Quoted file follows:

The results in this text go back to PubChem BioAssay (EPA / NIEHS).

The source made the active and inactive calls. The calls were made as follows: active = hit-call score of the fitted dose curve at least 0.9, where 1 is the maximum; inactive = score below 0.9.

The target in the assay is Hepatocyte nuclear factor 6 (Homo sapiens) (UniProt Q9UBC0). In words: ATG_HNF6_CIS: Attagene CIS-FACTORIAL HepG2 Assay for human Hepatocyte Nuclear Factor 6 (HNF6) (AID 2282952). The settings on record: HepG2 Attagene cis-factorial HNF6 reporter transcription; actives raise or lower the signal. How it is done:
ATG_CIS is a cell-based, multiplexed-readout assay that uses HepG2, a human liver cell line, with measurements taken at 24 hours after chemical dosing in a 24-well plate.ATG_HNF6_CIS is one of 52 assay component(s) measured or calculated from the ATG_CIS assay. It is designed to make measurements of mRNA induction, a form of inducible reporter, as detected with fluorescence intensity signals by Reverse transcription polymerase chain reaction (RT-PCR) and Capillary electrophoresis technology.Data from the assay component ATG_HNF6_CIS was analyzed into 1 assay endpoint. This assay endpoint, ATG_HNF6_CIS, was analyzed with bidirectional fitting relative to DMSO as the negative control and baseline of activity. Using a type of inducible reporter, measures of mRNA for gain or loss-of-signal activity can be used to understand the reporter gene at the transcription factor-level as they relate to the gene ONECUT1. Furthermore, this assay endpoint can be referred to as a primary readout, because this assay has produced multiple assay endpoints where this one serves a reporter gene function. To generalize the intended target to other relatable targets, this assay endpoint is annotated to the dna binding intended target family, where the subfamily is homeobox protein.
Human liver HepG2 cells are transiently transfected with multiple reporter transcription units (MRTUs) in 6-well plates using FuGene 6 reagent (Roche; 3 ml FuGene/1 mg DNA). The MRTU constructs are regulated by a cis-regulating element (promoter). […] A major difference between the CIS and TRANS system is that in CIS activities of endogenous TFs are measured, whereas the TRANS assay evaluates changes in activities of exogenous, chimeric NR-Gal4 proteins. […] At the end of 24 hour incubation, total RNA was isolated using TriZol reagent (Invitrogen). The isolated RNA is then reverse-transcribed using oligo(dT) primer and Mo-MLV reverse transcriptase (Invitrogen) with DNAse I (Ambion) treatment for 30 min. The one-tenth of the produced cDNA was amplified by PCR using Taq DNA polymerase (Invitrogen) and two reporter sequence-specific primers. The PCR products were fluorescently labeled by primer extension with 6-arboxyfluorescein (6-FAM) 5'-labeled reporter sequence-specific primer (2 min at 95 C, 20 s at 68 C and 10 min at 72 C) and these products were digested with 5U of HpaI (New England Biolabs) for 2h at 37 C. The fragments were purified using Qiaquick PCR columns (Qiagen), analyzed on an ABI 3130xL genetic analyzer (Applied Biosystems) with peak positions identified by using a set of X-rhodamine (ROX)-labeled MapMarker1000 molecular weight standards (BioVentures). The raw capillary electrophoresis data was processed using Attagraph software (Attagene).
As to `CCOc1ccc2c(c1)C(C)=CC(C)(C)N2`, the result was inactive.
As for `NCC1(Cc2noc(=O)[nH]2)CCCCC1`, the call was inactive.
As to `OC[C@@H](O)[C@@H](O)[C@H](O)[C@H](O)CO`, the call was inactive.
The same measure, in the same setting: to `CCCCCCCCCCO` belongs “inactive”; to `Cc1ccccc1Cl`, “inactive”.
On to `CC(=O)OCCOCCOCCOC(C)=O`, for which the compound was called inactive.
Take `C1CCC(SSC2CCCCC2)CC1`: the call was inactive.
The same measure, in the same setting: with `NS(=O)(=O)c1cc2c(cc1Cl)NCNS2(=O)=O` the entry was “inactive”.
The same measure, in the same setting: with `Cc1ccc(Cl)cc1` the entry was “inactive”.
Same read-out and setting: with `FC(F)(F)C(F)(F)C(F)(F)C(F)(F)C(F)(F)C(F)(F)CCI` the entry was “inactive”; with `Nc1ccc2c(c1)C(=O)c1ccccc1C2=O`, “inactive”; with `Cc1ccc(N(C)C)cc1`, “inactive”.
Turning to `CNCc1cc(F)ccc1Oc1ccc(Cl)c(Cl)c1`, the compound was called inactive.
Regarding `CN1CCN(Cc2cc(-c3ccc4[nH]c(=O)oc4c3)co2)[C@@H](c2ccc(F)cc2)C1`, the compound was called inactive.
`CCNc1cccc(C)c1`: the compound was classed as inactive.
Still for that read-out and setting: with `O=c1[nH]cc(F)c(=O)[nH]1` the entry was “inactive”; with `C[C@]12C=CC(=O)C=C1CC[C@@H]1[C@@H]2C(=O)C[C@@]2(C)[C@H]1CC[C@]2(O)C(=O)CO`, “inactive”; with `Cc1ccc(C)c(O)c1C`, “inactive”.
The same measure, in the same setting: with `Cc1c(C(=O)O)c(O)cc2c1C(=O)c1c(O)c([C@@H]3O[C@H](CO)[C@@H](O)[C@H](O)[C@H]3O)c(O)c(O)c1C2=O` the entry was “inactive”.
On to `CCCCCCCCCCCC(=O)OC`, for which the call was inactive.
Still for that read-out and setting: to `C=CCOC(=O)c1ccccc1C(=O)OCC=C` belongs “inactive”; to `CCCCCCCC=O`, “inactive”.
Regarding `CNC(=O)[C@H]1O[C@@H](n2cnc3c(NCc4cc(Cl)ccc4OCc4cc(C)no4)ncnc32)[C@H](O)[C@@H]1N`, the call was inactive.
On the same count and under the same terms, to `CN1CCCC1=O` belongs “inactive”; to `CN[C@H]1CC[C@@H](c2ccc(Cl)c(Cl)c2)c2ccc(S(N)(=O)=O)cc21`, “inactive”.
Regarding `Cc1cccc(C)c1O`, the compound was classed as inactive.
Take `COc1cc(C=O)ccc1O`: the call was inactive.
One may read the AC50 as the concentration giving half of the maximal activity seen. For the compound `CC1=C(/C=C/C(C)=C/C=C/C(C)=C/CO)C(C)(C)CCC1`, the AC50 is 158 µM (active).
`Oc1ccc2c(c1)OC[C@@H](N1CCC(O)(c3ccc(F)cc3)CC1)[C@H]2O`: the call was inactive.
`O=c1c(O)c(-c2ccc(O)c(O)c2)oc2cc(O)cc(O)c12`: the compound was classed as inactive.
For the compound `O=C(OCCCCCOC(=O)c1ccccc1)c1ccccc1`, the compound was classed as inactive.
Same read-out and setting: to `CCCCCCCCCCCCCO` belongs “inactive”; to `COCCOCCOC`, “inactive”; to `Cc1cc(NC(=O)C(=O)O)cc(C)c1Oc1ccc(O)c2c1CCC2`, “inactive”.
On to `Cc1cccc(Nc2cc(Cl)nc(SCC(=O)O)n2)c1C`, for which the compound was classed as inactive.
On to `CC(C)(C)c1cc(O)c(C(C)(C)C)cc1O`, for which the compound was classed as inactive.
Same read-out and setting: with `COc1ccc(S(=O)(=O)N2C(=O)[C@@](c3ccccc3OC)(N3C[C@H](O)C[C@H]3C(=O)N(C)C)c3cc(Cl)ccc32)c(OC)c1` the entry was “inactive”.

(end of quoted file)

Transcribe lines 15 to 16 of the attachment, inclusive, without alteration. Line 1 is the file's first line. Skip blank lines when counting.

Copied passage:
Turning to `CNCc1cc(F)ccc1Oc1ccc(Cl)c(Cl)c1`, the compound was called inactive.
Regarding `CN1CCN(Cc2cc(-c3ccc4[nH]c(=O)oc4c3)co2)[C@@H](c2ccc(F)cc2)C1`, the compound was called inactive.